The Canton Repository | Rich Desrosiers
With the final hours of a long week ticking away and several assignments — among them this column — still unfinished, leaving the office to see one auditor give another auditor an award didn’t sound like a wise use of time.
What was I thinking when I accepted the invitation? Spending at least 90 minutes away from my desk at midday Friday certainly would prove to be among the more regrettable decisions of the past week.
Or so I thought. It turned out just the opposite.
I got to be guest of the Rotary Club of Canton, where I saw some old, friendly faces and met some new, friendly faces.
I got to see Stark County Auditor Alan Harold receive an Award of Distinction from the state on behalf of his office.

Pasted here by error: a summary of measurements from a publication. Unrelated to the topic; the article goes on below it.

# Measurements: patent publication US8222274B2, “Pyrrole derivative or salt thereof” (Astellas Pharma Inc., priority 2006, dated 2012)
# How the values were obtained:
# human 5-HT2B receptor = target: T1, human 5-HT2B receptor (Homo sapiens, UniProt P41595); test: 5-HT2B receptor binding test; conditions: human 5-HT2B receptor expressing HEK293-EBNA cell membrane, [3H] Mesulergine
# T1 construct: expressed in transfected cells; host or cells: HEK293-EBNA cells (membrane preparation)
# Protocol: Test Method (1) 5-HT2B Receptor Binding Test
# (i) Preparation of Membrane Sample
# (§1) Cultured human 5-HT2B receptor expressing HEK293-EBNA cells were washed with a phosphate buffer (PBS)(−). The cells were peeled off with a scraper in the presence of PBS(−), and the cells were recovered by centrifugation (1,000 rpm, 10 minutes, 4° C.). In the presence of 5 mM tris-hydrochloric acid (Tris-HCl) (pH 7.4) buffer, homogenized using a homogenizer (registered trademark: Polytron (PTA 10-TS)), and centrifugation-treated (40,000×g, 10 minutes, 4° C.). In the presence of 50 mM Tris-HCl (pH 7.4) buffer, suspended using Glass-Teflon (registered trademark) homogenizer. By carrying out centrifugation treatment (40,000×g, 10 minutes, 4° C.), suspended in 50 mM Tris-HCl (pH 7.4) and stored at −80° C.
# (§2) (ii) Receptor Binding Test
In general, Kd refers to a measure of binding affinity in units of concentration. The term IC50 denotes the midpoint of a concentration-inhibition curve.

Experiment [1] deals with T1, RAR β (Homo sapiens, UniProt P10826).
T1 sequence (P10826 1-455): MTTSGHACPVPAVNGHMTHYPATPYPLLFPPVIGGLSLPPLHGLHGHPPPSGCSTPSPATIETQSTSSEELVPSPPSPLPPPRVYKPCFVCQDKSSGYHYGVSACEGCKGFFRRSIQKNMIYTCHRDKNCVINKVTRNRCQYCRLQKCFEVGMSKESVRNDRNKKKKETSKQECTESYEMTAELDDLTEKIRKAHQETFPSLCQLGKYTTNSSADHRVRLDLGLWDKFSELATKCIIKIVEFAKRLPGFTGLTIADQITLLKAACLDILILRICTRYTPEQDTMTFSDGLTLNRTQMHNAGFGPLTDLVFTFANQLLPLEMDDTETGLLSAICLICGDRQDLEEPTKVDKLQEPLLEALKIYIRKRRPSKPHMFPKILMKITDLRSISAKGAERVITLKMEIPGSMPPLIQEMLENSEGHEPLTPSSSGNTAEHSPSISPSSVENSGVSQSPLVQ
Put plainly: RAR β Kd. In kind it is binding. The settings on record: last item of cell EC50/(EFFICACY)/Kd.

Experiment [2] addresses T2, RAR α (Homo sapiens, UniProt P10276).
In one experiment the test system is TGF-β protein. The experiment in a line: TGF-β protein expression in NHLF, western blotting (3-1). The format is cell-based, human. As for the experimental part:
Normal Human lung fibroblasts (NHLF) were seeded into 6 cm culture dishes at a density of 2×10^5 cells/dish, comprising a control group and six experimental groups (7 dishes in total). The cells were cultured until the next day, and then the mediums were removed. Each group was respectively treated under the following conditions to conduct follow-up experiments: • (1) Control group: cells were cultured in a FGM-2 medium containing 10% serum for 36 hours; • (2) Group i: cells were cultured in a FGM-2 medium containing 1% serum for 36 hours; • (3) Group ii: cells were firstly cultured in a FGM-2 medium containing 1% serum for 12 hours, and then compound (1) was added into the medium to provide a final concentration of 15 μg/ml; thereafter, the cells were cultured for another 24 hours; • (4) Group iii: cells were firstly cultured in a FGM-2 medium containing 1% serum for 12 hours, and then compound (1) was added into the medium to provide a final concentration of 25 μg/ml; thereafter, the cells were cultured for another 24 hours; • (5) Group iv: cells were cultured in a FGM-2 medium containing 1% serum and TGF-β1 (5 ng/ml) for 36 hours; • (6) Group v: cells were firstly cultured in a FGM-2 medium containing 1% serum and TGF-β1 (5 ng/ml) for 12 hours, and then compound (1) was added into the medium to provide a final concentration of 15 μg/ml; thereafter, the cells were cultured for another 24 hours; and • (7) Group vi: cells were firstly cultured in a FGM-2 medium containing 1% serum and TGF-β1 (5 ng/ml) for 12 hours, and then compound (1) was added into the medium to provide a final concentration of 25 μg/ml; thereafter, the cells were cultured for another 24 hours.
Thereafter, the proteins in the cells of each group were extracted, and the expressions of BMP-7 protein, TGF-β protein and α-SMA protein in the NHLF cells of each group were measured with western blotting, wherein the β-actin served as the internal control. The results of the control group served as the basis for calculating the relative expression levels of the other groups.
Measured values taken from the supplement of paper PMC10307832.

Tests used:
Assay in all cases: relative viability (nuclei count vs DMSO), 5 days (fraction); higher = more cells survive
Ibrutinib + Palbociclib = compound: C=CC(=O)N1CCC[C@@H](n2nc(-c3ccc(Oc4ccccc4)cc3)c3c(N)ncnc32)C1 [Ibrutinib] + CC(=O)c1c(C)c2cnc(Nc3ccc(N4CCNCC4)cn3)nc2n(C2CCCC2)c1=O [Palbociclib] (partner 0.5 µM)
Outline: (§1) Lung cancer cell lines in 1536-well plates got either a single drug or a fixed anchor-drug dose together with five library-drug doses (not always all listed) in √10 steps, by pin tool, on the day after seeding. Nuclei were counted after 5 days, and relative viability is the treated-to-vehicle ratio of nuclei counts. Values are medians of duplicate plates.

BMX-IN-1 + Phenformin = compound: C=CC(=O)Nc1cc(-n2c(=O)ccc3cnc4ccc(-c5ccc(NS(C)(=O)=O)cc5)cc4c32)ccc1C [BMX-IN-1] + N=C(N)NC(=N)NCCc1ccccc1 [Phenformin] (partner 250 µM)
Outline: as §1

And I got to hear state Auditor David Yost enthrall club members and guests with a thought-provoking talk about the “corrosive influence of power.”
“Power can amplify virtue, and it can amplify evil,” Yost said, speaking without notes and for a while without the benefit of a microphone. “We think too little about what happens when fallible people come in contact with power.”
The characters in Yost’s stories ranged from a longtime friend and fellow public servant who fell victim to power’s grip to Greek hero Ulysses and former President Abraham Lincoln.
Yost emphasized that maintaining humility can be the antidote to the corruption of power.
“There’s nothing talked about more frequently, and nothing exercised less frequently, than humility,” he said.
For Yost, humility means allowing others to challenge your thoughts and actions, then listening to their advice.